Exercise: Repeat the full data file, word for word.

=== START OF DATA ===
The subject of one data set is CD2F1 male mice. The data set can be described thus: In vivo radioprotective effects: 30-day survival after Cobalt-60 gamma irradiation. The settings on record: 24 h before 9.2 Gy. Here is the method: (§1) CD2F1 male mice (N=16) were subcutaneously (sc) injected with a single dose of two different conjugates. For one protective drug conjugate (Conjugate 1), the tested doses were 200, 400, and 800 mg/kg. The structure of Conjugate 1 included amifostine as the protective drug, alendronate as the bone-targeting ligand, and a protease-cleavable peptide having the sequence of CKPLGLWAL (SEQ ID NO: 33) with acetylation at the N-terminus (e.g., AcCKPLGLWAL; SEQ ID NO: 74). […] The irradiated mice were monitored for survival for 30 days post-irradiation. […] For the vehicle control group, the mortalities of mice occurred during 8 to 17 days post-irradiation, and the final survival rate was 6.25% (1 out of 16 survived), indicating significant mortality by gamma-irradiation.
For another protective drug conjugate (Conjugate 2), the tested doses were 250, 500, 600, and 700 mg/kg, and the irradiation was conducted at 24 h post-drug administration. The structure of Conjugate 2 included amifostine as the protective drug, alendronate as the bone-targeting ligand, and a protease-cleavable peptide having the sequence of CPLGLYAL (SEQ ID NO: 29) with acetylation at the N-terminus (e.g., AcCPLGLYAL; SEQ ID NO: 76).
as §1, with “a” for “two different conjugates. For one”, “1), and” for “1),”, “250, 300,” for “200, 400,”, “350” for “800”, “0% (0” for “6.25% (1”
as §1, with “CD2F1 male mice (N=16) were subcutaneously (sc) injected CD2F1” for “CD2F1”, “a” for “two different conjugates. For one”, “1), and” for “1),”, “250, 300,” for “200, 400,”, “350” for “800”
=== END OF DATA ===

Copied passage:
The subject of one data set is CD2F1 male mice. The data set can be described thus: In vivo radioprotective effects: 30-day survival after Cobalt-60 gamma irradiation. The settings on record: 24 h before 9.2 Gy. Here is the method: (§1) CD2F1 male mice (N=16) were subcutaneously (sc) injected with a single dose of two different conjugates. For one protective drug conjugate (Conjugate 1), the tested doses were 200, 400, and 800 mg/kg. The structure of Conjugate 1 included amifostine as the protective drug, alendronate as the bone-targeting ligand, and a protease-cleavable peptide having the sequence of CKPLGLWAL (SEQ ID NO: 33) with acetylation at the N-terminus (e.g., AcCKPLGLWAL; SEQ ID NO: 74). […] The irradiated mice were monitored for survival for 30 days post-irradiation. […] For the vehicle control group, the mortalities of mice occurred during 8 to 17 days post-irradiation, and the final survival rate was 6.25% (1 out of 16 survived), indicating significant mortality by gamma-irradiation.
For another protective drug conjugate (Conjugate 2), the tested doses were 250, 500, 600, and 700 mg/kg, and the irradiation was conducted at 24 h post-drug administration. The structure of Conjugate 2 included amifostine as the protective drug, alendronate as the bone-targeting ligand, and a protease-cleavable peptide having the sequence of CPLGLYAL (SEQ ID NO: 29) with acetylation at the N-terminus (e.g., AcCPLGLYAL; SEQ ID NO: 76).
as §1, with “a” for “two different conjugates. For one”, “1), and” for “1),”, “250, 300,” for “200, 400,”, “350” for “800”, “0% (0” for “6.25% (1”
as §1, with “CD2F1 male mice (N=16) were subcutaneously (sc) injected CD2F1” for “CD2F1”, “a” for “two different conjugates. For one”, “1), and” for “1),”, “250, 300,” for “200, 400,”, “350” for “800”